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freely in combat rising anti—semitism in our country and across europe and it's worth pointing out they talk about other things as well as part of this launch including launching a review into the underrepresentation of black and minority ethnic teachers in schools and this extends beyond the jewish faith by the timing is curious, given we have this cheap intervention in the launch of the race and faith manifesto a few hours later. good to talk to you. and we'll find out how this story — and many others — are covered in tomorrow's front pages at 11:30 in the papers — our guests joining me tonight are sonia sodha from the observer and the telegraph's anna mikhailova. one of the world's leading experts on climate change says he's now scared for the future of the planet, following the latest report by the world meterological organization. sir david king, the former chief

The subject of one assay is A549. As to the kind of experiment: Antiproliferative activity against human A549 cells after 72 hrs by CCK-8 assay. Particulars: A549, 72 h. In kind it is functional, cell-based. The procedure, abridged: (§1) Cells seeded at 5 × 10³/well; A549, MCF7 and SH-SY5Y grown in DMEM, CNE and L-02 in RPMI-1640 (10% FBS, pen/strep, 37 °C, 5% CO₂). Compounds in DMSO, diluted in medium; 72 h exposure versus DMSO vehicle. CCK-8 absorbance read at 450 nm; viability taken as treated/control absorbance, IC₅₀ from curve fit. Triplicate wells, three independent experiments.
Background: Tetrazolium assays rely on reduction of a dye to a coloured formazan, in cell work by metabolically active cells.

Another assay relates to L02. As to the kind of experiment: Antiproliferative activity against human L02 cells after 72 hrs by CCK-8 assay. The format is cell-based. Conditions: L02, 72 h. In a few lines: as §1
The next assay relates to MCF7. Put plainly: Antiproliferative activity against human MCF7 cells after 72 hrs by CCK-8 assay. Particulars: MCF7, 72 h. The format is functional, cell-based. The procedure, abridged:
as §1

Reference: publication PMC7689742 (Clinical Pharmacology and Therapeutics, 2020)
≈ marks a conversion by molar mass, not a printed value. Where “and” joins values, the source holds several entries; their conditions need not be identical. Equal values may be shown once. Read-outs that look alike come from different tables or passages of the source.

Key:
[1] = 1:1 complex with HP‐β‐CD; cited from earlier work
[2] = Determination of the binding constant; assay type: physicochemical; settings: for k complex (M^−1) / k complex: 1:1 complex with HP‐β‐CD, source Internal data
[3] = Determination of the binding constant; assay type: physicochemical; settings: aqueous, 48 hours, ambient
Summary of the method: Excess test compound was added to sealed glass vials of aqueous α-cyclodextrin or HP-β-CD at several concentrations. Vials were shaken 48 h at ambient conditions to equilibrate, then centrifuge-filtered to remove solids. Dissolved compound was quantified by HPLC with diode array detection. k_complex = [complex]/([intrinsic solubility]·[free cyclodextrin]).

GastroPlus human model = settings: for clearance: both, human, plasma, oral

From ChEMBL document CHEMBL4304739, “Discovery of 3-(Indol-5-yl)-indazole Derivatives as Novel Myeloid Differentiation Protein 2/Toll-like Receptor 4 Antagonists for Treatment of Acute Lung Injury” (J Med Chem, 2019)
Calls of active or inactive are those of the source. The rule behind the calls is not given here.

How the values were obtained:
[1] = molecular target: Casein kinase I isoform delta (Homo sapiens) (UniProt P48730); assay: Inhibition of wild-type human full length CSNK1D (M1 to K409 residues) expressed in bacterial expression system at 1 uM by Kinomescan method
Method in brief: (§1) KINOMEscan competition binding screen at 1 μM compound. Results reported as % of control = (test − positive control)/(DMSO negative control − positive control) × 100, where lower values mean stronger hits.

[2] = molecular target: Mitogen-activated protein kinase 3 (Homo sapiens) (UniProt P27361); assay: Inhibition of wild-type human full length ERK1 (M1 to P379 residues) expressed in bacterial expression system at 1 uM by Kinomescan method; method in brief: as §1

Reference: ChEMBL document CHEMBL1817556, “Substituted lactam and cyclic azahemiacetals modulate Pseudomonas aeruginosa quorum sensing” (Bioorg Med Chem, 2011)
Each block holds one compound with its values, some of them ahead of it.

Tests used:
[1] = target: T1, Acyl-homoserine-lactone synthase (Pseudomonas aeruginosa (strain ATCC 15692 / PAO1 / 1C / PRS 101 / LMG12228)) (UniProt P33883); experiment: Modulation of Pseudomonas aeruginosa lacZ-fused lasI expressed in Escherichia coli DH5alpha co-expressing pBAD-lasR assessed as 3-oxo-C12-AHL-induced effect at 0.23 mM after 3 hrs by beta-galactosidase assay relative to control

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scientific adviser to the uk government, says there is a lack of political leadership to tackle the scale of the problem. the amount of carbon dioxide and other greenhouse gases in the atmosphere has reached new highs and levels of other warming gases, such as methane and nitrous oxide, have also risen by above—average amounts. 0ur chief environment correspondent justin rollatt has more details. floods in england. record spring temperatures and wildfires in australia. the worst floods venice has seen in a generation. scientists say extreme weather events like these will become more common as climate change intensifies. and, today, we learned